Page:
Etymology
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apposition (n.)

"application" (of one thing to another), mid-15c., originally in grammatical sense "the relation to a noun or pronoun of another noun or clause added to it by way of explanation," from Latin appositionem (nominative appositio) "a setting before," noun of action from past-participle stem of apponere "lay beside, set near," especially "serve, set before," also "put upon, apply," from ad "to, toward" (see ad-) + ponere "to place" (past participle positus; see position (n.)). General sense is from 1540s.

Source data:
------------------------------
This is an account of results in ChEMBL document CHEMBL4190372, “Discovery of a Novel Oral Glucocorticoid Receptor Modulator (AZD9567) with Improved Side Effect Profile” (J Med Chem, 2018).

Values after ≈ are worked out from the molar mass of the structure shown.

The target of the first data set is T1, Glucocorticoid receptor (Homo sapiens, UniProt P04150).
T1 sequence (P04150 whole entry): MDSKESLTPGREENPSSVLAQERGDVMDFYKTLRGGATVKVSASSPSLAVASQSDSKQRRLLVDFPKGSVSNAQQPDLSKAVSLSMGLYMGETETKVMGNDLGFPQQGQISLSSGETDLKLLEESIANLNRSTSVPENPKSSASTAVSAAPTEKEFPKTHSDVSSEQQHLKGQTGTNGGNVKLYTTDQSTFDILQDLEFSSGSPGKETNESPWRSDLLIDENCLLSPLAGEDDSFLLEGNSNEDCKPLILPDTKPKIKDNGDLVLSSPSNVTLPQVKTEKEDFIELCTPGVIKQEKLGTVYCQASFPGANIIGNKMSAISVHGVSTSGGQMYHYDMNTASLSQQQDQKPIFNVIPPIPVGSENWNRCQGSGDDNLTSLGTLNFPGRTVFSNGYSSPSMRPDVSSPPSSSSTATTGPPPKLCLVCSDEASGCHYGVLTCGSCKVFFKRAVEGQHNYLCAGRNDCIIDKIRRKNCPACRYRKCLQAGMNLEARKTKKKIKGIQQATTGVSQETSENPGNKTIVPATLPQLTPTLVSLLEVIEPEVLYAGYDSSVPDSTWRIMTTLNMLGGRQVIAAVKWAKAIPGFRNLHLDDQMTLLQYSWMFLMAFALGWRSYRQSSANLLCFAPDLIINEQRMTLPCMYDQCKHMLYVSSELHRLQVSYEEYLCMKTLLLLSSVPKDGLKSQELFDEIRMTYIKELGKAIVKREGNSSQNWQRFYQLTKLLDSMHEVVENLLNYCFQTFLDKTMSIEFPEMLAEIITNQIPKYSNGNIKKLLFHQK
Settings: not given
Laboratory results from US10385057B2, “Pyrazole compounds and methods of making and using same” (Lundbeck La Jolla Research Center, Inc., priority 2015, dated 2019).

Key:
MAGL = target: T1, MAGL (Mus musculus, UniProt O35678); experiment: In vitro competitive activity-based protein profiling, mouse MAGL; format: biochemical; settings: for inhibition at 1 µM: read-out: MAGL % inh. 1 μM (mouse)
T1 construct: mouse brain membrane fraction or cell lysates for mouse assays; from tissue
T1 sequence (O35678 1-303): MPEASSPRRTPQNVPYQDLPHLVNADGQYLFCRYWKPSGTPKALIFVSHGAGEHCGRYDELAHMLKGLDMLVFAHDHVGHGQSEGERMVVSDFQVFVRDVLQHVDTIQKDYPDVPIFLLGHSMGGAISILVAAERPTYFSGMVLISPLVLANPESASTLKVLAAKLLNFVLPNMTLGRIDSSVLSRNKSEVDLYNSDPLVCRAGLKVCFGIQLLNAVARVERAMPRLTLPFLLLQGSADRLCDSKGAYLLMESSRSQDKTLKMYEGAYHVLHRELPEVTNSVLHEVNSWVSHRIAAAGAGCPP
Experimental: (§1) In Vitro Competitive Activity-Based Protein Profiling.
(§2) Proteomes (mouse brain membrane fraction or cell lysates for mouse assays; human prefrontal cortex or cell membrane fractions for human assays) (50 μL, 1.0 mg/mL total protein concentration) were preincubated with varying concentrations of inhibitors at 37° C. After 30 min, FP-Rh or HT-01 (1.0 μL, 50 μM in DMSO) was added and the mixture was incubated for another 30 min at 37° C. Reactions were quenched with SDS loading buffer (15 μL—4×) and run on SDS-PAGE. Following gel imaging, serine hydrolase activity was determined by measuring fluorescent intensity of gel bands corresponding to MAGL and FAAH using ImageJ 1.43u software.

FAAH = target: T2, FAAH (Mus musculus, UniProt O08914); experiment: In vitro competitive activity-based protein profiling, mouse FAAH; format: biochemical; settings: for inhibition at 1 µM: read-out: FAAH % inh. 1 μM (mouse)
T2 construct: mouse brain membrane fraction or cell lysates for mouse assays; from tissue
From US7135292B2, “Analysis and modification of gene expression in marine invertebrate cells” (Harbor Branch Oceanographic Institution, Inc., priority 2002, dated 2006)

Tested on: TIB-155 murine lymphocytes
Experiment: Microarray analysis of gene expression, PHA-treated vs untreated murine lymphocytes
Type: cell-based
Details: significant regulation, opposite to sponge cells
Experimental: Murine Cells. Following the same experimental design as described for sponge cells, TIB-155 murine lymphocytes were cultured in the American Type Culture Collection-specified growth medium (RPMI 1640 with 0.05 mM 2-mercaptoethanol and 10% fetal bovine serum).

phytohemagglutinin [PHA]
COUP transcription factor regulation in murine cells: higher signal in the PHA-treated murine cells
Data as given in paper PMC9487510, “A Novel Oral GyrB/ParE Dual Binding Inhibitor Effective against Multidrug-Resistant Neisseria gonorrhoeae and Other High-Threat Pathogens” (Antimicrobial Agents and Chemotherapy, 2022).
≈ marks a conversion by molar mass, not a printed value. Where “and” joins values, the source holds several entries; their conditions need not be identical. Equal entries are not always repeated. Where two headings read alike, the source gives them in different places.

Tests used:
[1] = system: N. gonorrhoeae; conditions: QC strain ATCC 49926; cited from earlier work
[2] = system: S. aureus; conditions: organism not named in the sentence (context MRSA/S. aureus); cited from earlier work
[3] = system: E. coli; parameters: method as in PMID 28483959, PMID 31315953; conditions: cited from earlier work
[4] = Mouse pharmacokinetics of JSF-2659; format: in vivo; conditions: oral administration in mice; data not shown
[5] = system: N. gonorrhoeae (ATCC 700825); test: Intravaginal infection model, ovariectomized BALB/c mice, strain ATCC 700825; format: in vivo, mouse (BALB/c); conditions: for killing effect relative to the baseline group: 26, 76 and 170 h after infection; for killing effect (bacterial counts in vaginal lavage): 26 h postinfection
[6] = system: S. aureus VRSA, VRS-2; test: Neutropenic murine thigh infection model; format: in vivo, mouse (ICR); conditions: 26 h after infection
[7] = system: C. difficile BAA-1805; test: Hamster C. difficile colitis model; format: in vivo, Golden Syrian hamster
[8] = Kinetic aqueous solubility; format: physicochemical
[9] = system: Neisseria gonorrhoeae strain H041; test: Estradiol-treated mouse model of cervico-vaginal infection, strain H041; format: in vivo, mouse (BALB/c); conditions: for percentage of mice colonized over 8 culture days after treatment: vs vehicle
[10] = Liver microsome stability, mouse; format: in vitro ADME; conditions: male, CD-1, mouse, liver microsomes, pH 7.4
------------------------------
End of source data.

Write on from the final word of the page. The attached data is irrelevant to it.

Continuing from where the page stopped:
Origin and meaning of apposition
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Definitions of apposition

apposition (n.)
a grammatical relation between a word and a noun phrase that follows;
`Rudolph the red-nosed reindeer' is an example of apposition
apposition (n.)
(biology) growth in the thickness of a cell wall by the deposit of successive layers of material;
apposition (n.)
the act of positioning close together (or side by side);
From wordnet.princeton.edu